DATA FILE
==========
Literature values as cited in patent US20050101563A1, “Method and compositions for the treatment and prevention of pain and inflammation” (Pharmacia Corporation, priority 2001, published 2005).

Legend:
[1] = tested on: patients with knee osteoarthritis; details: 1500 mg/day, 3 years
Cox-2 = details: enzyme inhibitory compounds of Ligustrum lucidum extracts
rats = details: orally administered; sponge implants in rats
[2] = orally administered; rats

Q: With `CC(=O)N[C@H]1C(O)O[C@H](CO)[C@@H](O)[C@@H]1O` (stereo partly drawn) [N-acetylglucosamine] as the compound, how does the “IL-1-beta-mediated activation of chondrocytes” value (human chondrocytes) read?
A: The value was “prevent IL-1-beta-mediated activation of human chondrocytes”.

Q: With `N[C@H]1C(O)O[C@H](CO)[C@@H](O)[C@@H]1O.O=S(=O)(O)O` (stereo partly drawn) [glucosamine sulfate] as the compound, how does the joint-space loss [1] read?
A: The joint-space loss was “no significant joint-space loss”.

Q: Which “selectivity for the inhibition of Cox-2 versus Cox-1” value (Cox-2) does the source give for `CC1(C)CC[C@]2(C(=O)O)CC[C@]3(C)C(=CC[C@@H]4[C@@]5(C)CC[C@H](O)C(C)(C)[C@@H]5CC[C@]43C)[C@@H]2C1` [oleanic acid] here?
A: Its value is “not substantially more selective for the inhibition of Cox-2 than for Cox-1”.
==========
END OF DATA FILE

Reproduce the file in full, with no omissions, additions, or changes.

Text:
Literature values as cited in patent US20050101563A1, “Method and compositions for the treatment and prevention of pain and inflammation” (Pharmacia Corporation, priority 2001, published 2005).

Legend:
[1] = tested on: patients with knee osteoarthritis; details: 1500 mg/day, 3 years
Cox-2 = details: enzyme inhibitory compounds of Ligustrum lucidum extracts
rats = details: orally administered; sponge implants in rats
[2] = orally administered; rats

Q: With `CC(=O)N[C@H]1C(O)O[C@H](CO)[C@@H](O)[C@@H]1O` (stereo partly drawn) [N-acetylglucosamine] as the compound, how does the “IL-1-beta-mediated activation of chondrocytes” value (human chondrocytes) read?
A: The value was “prevent IL-1-beta-mediated activation of human chondrocytes”.

Q: With `N[C@H]1C(O)O[C@H](CO)[C@@H](O)[C@@H]1O.O=S(=O)(O)O` (stereo partly drawn) [glucosamine sulfate] as the compound, how does the joint-space loss [1] read?
A: The joint-space loss was “no significant joint-space loss”.

Q: Which “selectivity for the inhibition of Cox-2 versus Cox-1” value (Cox-2) does the source give for `CC1(C)CC[C@]2(C(=O)O)CC[C@]3(C)C(=CC[C@@H]4[C@@]5(C)CC[C@H](O)C(C)(C)[C@@H]5CC[C@]43C)[C@@H]2C1` [oleanic acid] here?
A: Its value is “not substantially more selective for the inhibition of Cox-2 than for Cox-1”.